. A city health department wishes to determine if the mean bacteria count per unit volume of

water at a lake beach is below the safety level of 200. Bacteria levels in the lake are typically

normally distributed. A researcher collected 10 water samples of unit volume and found mean

and standard deviation of bacteria counts as 192.7 and 10.8, respectively.

(i) Is this a one-sided or two-sided test, why?

This is a one-sided test, because the interest is in bacteria levels below the safety limit.

(ii) Do the data indicate that there is no cause of concern (assume o=0.05)?

Hypotheses: null & alternative hypotheses:

Ho : # 2 200

HA : / < 200.

Test statistic: since population normal with unknown population variance, use t:

t = -

X - ul

s/ vn

= = to.05.9

Decision rule: n=10 and

0.05,9 =-1.833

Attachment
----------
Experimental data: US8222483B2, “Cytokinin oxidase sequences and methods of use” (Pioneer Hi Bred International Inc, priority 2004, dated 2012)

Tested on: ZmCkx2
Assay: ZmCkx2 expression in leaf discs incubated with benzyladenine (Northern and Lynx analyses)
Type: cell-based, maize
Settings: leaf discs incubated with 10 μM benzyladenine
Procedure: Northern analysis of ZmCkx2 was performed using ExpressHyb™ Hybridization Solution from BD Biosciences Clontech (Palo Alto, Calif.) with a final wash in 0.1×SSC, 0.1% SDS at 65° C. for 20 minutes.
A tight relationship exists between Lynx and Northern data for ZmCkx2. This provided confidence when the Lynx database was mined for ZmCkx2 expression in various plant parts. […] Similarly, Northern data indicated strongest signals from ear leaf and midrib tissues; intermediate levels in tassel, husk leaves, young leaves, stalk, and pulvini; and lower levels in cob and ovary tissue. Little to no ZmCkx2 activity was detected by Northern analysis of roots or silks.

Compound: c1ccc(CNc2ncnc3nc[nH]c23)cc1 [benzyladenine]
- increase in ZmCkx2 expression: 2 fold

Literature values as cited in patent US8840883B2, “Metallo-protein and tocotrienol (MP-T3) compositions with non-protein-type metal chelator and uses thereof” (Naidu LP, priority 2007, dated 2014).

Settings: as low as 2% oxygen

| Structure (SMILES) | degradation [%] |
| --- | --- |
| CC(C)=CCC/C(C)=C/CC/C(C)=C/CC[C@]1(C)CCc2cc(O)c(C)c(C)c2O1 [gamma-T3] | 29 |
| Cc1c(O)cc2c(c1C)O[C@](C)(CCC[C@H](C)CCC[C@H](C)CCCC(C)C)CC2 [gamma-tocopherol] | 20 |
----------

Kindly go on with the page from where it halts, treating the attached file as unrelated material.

reject null hypothesis if tots < -1.833

Observed test statistic: tabs = (192.7 - 200)/(10.8/ v10 ) =-2.14

Because -2.14 < -1.833, the data do not support the null hypothesis so we reject the null

hypothesis and conclude that there is no cause for concern (levels below safety limit)

(iii) Do the data indicate that there is no cause of concern if of=0.01?

At a 1% level of significance, the critical t = 2.821. Since -2.14 > -2.821, we do not have

sufficient evidence to reject the null, so we conclude that there is cause for concern

(levels above safety limit)

(iv) What is the p-value for the test statistic calculated in (ii), and what do you conclude

about the null hypothesis for a=0.05 & 0=0.01?

Can get p-value from online calculator (provided to students in lecture slides):

https://graphpad.com/quickcales/PValue1.cfm